Ashland Seeks Housing Solutions at Rent Burden Forum
Home prices throughout Oregon have been rising in recent years, but Ashland’s real estate market has seen a dramatic surge.
At $549,900, the average home price is 25% more than someone would pay in Phoenix, the second most expensive city in the Rogue Valley, according to median home sale price data from the city from November 2021 to January 2022.
Jacksonville was the most expensive residential market, but Ashland city staff say homes sell less frequently in Jacksonville, which can skew the data.
More than half of Ashland residents earn less than the Jackson County median income.
“There’s this assumption that people in Ashland are wealthy,” says Ashland Housing and Human Services Commissioner Echo Fields. “That’s really not true. And that’s one thing that I think comes out of meetings like this is that kind of reality check of what we’re up against.
Nearly half of Ashland residents also live in cost-stressed households, meaning they spend more than 30% of their income on housing, whether renting or owning. This number jumps to 63% if we only consider the number of tenants who are burdened with rent.
Ashland is currently developing a housing strategy to outline what the city can do over the next eight years to create more affordable housing.
Fields says the barriers include the hilly perimeter of the city, which makes it harder to build more homes.
“We need to do some things, I think, like expand what’s called our urban growth frontier,” she says. “We’re probably going to have to do a more real annexation. It is politically extremely difficult. But without it, we simply won’t get the new housing stock we need.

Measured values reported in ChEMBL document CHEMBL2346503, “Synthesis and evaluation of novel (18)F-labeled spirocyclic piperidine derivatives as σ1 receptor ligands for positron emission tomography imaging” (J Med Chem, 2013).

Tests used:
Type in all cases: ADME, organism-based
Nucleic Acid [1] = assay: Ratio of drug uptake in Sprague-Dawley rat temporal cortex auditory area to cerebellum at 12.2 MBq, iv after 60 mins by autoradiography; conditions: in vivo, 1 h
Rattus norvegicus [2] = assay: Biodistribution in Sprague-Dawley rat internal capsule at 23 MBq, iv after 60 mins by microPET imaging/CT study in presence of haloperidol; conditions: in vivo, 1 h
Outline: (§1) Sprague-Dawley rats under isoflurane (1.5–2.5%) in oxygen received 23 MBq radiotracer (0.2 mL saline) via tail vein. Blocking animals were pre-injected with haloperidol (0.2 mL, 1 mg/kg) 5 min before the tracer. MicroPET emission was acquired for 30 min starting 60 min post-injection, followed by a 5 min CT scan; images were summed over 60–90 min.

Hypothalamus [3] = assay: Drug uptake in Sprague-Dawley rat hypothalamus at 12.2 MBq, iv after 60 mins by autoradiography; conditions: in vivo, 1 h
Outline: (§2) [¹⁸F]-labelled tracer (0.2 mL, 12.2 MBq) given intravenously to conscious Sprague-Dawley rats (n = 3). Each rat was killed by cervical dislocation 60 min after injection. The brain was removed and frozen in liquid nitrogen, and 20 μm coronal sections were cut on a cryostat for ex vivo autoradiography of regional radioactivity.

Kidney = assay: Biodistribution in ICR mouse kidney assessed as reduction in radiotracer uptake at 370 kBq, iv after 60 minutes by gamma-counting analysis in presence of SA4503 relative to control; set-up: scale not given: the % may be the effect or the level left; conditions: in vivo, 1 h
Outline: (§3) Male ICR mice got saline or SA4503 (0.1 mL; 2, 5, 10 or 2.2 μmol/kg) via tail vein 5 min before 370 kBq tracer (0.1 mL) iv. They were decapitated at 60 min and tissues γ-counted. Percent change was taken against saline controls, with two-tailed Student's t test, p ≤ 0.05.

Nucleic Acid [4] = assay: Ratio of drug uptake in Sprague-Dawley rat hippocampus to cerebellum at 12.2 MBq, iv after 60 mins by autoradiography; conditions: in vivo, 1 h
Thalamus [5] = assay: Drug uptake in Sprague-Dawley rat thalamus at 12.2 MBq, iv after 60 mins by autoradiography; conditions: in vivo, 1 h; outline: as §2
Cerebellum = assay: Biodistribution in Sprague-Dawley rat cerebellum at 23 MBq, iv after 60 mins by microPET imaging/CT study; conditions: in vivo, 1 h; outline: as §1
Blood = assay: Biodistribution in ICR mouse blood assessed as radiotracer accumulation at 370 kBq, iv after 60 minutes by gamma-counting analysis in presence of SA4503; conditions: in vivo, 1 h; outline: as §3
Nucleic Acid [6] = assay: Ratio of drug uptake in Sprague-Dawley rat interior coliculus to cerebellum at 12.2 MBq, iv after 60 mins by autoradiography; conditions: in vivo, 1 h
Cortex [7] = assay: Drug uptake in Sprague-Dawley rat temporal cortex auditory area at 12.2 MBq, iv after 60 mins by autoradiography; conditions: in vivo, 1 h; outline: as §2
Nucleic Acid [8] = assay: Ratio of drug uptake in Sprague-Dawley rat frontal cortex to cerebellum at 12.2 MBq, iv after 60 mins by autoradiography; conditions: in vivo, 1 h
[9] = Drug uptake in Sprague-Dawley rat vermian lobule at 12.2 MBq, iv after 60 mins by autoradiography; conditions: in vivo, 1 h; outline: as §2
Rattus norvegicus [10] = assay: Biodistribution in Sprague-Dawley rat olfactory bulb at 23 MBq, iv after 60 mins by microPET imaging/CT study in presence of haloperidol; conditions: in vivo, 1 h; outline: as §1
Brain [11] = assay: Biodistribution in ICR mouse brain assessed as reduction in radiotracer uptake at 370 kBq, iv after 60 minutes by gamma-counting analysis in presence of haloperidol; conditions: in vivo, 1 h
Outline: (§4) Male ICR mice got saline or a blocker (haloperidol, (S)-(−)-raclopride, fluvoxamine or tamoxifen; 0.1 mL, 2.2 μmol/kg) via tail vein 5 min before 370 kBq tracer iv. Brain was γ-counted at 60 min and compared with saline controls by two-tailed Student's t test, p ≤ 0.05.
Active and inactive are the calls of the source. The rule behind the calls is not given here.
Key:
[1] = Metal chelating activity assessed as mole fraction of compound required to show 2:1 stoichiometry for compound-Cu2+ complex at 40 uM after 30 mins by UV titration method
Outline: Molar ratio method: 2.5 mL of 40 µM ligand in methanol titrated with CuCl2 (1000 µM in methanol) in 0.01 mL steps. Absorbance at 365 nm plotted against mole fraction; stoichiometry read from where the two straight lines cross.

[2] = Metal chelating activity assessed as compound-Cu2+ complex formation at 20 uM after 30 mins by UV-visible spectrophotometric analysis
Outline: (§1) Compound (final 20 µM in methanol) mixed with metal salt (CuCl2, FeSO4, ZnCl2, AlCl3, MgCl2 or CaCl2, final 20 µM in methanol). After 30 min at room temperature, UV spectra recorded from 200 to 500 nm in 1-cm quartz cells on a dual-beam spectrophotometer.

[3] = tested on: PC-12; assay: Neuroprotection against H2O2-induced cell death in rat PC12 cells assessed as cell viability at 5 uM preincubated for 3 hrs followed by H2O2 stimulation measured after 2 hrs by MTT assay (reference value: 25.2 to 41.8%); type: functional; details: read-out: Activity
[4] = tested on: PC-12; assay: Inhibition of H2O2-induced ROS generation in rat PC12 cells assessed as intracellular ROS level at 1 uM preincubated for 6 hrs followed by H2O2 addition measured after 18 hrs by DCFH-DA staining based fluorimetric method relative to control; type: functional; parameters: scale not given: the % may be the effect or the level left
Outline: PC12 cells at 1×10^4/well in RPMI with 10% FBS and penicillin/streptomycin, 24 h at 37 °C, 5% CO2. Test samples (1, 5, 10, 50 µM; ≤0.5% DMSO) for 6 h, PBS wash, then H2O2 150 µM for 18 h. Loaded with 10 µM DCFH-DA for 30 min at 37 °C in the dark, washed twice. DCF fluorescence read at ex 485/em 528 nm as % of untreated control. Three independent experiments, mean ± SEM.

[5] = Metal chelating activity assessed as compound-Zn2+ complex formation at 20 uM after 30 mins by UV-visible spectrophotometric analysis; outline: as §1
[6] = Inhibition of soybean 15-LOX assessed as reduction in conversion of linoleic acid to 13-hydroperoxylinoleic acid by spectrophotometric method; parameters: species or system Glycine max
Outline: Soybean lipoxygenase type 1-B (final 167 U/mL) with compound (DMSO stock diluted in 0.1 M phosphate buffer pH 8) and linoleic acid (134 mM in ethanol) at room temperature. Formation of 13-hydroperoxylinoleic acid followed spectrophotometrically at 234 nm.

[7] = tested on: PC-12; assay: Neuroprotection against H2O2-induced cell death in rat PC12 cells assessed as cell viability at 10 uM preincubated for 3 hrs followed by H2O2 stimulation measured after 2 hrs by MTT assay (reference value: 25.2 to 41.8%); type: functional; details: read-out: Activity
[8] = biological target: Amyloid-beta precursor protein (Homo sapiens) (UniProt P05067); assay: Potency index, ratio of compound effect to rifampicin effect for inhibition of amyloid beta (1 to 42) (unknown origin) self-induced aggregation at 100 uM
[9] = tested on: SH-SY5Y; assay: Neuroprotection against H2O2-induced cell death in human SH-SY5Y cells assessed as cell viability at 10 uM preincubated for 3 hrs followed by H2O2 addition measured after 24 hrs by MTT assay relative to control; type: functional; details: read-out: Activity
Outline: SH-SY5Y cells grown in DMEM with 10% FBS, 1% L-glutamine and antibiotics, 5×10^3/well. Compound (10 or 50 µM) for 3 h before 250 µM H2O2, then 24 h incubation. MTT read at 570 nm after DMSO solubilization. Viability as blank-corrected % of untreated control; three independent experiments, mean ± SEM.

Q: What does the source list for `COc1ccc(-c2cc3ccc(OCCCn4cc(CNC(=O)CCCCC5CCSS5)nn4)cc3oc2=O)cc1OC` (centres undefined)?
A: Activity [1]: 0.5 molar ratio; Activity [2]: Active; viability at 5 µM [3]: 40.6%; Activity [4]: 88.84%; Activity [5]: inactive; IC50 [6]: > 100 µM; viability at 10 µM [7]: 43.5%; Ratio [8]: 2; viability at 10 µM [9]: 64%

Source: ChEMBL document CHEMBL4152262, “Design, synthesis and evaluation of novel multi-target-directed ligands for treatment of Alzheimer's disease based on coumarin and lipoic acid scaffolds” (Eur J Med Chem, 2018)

The City asks residents to complete a community survey identify the highest priorities for tackling the housing crisis. Fields says the comments could help convince city council members to support politically difficult proposals.
The city plans to offer more financial incentives and loosen zoning laws to create more affordable housing, Fields said.
Other Ashland residents have spoken out in favor of the city’s three mobile home parks. Cynthia Dettman is part of Ashland’s Mobile Home Park Protection Committee.
She says under Oregon Lawmobile home owners receive just one year’s notice if a park is sold or closed, and residents receive a maximum of $9,000 in compensation.
Dettman says payment isn’t enough — because most “mobile” homes aren’t actually mobile — and will be abandoned if a park is closed, costing homeowners hundreds of thousands of dollars.
“It’s not just about rent and affordability,” Dettman says. “But it’s also an opportunity for low-income people to become homeowners. Mobile home parks therefore represent low-income homeowners. »
Dettman says the city should enact protections for mobile home parks similar to a Portland Ordinance passed in 2018. This ordinance redefines mobile home park areas to be designated specifically for manufactured housing park use. Dettman says that would make it harder for developers to shut down a park and build something else in its place.
Fields says it’s difficult for the commission to identify and advocate for solutions without also having younger members.
“We need the voices of people who are in this younger age bracket, who have families, who can’t find housing in Ashland,” Fields said.
She expects more commission spaces to open in the near future and encourages young residents to apply to help guide the housing plan.
The community survey ends on October 14. City staff expects to adopt the strategic housing production plan by the end of the year.